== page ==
Lessons From Russian Auto Industry

This is a rush transcript from "Glenn Beck," April 7, 2009. This copy may not be in its final form and may be updated.

GLENN BECK, HOST: OK, we have Niall Ferguson here. He's a Harvard professor, author of "The Ascent of Money."

This is the dumbest show you've ever been on, isn't it?


BECK: Wow.

FERGUSON: There are many dumber shows on television.


BECK: Wow. You have to write them down. I haven't seen them!

OK. I want to read you a couple of quotes here. You tell me what this — tell me what this sounds like.

Russian government pledged more than $1 billion in state support to its ailing car industry in a bid to avoid heavy job losses and potential social unrest as the once booming car market contracted 60 percent this year. The government in Russia is backing a "no-layoff" policy in spite of tumbling demand for the products. And a sheet metal worker says he understood the factory's troubles last year when he bought a new Lada, only to discover the horn and heater didn't work and the belt squeaked.

Oh, I don't know about that last one. But what do the first two sound like?

Do they sound like the same kind of policies anywhere else?

FERGUSON: It actually reminds me of what happened in the 1970s when I was growing up in Britain, because there used to be a car industry in Britain, of course, that lost money. It was tremendously inefficient. And the Labour politicians then, the socialist politicians then, said, "We can't possibly let these companies go to the wall." So, billions of pounds were pumped into the British automobile industry.

Of course, it was completely down in the tubes. It didn't turn the industry around. And finally, these various companies of which nobody has now heard, like British Leyland, vanished without a trace. Now, there are still some manufacturing sectors in the United Kingdom, but they are mostly foreign owned that.

And I think that's really the lesson for the United States. You can build cars very efficiently in this country, but you need to be Toyota. General Motors can't do it, nor can Chrysler.

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BECK: And I'll tell you, this really bothers me, because I bought into a lie for a very long time, up until probably the last five, six, seven years that, you know, buying American — OK, well, they're employing, you know, American workers to build Honda or whatever, they're employing... but the money goes offshore. It doesn't — we have to own things. We have to be able to build things ourselves. We are becoming worker bees for the rest of the world.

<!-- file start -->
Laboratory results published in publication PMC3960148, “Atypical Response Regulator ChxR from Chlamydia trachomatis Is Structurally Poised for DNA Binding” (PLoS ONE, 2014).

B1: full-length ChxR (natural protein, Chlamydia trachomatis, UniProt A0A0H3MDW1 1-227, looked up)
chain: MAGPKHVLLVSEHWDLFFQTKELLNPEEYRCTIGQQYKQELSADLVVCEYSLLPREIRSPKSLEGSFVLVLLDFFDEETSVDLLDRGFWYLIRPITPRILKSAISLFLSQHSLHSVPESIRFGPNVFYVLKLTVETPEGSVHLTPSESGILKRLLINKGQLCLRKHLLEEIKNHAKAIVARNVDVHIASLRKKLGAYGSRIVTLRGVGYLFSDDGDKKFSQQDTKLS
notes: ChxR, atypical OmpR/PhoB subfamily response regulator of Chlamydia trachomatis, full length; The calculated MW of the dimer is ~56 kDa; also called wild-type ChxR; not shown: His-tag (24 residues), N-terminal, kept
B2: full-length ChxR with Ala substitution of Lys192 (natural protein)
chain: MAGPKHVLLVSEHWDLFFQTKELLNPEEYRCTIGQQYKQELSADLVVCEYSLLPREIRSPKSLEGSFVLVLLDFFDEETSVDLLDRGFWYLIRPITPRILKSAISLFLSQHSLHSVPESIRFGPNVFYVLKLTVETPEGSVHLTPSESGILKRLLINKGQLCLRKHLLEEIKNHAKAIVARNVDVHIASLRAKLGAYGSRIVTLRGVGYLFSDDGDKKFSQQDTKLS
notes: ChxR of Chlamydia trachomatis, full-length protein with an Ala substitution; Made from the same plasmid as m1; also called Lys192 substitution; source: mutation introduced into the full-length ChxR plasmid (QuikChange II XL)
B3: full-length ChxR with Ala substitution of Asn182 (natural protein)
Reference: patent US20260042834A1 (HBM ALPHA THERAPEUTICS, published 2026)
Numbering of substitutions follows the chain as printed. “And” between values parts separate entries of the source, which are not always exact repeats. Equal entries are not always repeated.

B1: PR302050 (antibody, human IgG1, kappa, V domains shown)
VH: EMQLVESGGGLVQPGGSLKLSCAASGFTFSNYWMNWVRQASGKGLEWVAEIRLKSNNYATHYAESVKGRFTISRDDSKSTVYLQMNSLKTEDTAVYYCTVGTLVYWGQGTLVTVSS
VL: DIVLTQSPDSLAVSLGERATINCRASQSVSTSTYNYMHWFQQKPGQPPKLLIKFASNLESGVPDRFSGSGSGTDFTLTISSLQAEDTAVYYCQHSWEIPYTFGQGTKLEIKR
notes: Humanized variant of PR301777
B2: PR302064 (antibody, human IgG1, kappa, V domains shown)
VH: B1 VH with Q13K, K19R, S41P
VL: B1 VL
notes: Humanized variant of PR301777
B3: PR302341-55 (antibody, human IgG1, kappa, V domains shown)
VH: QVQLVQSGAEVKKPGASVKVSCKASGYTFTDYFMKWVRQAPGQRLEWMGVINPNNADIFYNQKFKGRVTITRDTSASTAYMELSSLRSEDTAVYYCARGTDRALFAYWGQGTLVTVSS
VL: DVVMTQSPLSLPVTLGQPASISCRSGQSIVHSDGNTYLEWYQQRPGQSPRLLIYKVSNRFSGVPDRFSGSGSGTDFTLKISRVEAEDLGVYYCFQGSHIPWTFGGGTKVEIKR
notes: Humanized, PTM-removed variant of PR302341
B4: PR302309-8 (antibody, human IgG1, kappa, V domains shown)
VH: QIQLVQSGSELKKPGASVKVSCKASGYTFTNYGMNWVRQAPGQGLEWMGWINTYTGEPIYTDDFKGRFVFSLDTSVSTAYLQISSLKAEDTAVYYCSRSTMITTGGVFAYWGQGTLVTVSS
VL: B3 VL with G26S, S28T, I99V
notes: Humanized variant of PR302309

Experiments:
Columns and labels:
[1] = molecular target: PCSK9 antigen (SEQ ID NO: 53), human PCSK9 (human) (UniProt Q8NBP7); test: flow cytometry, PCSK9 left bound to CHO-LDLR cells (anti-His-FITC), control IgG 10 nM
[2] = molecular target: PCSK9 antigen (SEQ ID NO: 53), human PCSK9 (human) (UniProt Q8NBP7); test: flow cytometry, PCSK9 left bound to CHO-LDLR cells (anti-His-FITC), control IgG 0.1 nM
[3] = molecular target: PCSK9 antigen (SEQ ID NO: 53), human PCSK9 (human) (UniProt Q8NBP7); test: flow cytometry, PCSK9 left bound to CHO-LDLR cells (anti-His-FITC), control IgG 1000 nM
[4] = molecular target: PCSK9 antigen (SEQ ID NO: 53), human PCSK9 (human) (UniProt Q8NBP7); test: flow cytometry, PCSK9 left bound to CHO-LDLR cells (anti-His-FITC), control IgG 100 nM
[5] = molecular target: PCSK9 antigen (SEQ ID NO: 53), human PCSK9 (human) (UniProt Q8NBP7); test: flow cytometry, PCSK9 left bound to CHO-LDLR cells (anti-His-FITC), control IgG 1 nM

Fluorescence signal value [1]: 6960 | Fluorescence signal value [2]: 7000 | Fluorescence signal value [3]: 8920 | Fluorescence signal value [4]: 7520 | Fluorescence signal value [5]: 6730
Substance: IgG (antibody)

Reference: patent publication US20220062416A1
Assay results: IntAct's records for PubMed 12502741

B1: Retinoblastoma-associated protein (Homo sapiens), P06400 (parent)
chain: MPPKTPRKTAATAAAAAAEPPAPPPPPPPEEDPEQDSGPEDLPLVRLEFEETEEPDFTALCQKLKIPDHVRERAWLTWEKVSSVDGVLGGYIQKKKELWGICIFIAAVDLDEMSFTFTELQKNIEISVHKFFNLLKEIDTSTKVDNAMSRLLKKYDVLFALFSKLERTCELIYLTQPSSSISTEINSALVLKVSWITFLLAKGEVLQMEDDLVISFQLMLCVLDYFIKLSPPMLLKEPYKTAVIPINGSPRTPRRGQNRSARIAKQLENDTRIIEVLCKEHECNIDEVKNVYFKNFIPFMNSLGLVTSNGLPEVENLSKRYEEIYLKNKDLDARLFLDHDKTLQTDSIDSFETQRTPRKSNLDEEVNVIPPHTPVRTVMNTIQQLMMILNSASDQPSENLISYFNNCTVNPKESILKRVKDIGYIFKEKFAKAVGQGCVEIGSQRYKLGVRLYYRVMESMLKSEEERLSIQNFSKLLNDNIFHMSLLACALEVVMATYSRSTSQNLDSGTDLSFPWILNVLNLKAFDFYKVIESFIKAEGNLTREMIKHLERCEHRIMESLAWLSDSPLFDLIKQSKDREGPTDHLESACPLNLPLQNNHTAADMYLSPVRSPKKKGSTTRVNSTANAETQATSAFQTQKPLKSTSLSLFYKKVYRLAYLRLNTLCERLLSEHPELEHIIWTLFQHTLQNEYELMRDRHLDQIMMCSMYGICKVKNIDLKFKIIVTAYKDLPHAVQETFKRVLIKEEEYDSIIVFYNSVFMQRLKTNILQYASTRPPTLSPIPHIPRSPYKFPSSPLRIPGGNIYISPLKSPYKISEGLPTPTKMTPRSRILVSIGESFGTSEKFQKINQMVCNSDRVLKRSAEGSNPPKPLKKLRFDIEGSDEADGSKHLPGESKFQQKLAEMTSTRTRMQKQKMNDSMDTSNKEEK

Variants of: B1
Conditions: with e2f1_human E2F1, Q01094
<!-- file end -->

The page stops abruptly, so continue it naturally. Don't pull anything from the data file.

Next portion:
FERGUSON: Well, I'd rather invest in Toyota than in General Motors. And it seems to me, from that point of view, it doesn't particularly matter which brand of car you buy. You want to buy the best car for the best price.

BECK: Yes.

FERGUSON: That's the free market, Glenn. You can't preferential buy an American car even though it's more expensive and less well-made than a Japanese car.

That's the beginning of your path to socialism, the day you start giving preferential treatment to inefficient carmakers just because they're American. Don't go there.

BECK: So, let me give you a couple of things here. Brand new FOX News Opinion Dynamics poll: More qualified to manage a U.S. business, business executives — 51 percent, federal government — 21 percent. The next poll is, who is smarter? Corporate executives — 44, congressional leaders — 23, no difference — nineteen.

People know in their guts the government shouldn't be running this stuff, not even to say about the Constitution or anything else. Just — these guys are dopes. They can't run anything right.


BECK: Why does it still happen? Where any theory you must be — as a guy who studies economics and everything else, you must have been kept up at night and going, "What the hell is wrong with these people?"

FERGUSON: Well, you can acquire an empire in a fit of absence of mind, and you can also acquire a nationalized industry without quite meaning to. First you give them a bailout because you don't want them to go bust, and then you start worrying about the job losses if they go into bankruptcy. And the next thing you know, you say, well, we really have to have some say over how this is run, and after all, we are the government.